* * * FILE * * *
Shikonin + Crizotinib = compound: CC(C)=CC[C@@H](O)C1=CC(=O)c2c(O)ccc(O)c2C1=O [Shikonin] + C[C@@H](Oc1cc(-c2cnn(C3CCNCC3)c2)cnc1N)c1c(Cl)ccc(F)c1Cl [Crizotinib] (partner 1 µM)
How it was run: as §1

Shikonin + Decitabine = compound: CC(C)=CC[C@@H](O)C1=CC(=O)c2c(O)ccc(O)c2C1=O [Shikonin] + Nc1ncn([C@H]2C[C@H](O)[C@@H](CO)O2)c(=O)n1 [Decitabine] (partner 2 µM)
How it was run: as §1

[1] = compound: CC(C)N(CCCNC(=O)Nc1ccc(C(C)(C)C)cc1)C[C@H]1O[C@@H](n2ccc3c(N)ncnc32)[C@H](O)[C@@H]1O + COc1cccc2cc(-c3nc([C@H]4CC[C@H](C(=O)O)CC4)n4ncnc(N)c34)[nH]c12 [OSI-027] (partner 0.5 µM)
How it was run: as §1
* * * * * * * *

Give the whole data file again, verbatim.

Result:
Shikonin + Crizotinib = compound: CC(C)=CC[C@@H](O)C1=CC(=O)c2c(O)ccc(O)c2C1=O [Shikonin] + C[C@@H](Oc1cc(-c2cnn(C3CCNCC3)c2)cnc1N)c1c(Cl)ccc(F)c1Cl [Crizotinib] (partner 1 µM)
How it was run: as §1

Shikonin + Decitabine = compound: CC(C)=CC[C@@H](O)C1=CC(=O)c2c(O)ccc(O)c2C1=O [Shikonin] + Nc1ncn([C@H]2C[C@H](O)[C@@H](CO)O2)c(=O)n1 [Decitabine] (partner 2 µM)
How it was run: as §1

[1] = compound: CC(C)N(CCCNC(=O)Nc1ccc(C(C)(C)C)cc1)C[C@H]1O[C@@H](n2ccc3c(N)ncnc32)[C@H](O)[C@@H]1O + COc1cccc2cc(-c3nc([C@H]4CC[C@H](C(=O)O)CC4)n4ncnc(N)c34)[nH]c12 [OSI-027] (partner 0.5 µM)
How it was run: as §1